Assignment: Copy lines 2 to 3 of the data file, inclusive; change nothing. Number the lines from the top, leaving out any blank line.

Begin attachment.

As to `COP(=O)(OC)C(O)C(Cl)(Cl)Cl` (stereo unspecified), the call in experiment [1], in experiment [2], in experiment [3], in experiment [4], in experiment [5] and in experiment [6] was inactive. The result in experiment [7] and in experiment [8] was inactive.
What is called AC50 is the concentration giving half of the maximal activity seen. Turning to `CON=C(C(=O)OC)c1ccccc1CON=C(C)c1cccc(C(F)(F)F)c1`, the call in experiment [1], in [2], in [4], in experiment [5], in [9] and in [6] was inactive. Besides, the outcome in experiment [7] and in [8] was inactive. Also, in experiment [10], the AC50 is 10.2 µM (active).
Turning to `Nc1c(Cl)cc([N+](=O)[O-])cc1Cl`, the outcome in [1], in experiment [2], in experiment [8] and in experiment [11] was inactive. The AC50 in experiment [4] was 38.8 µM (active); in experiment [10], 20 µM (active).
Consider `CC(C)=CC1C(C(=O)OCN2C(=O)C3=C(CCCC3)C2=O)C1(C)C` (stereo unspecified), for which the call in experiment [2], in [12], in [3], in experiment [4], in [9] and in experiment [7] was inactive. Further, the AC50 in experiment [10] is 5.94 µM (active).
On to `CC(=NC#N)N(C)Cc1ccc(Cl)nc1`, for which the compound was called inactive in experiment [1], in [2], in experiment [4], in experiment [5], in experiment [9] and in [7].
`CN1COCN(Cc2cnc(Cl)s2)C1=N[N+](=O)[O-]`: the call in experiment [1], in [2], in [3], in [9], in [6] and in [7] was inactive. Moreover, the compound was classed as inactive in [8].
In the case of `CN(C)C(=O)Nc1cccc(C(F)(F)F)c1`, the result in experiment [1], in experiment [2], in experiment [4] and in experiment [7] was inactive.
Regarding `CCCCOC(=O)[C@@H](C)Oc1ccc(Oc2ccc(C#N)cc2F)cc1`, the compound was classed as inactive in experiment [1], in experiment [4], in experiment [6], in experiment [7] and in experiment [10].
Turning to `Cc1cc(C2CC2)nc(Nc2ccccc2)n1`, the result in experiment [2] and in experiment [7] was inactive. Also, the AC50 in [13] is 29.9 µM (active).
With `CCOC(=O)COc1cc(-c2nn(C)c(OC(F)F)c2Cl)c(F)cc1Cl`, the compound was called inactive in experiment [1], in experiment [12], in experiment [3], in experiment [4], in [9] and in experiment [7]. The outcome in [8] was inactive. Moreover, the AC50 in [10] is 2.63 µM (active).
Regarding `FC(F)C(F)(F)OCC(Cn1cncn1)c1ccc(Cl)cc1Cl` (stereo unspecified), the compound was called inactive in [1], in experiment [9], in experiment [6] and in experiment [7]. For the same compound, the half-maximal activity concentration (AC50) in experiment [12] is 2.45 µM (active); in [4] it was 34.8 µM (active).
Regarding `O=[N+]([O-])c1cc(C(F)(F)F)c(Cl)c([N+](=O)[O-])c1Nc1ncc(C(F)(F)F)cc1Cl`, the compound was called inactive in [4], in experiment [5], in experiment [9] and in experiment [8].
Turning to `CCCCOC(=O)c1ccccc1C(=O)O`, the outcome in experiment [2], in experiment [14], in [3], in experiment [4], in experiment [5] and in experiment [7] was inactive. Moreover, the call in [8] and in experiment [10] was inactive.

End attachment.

What is called AC50 is the concentration giving half of the maximal activity seen. Turning to `CON=C(C(=O)OC)c1ccccc1CON=C(C)c1cccc(C(F)(F)F)c1`, the call in experiment [1], in [2], in [4], in experiment [5], in [9] and in [6] was inactive. Besides, the outcome in experiment [7] and in [8] was inactive. Also, in experiment [10], the AC50 is 10.2 µM (active).
Turning to `Nc1c(Cl)cc([N+](=O)[O-])cc1Cl`, the outcome in [1], in experiment [2], in experiment [8] and in experiment [11] was inactive. The AC50 in experiment [4] was 38.8 µM (active); in experiment [10], 20 µM (active).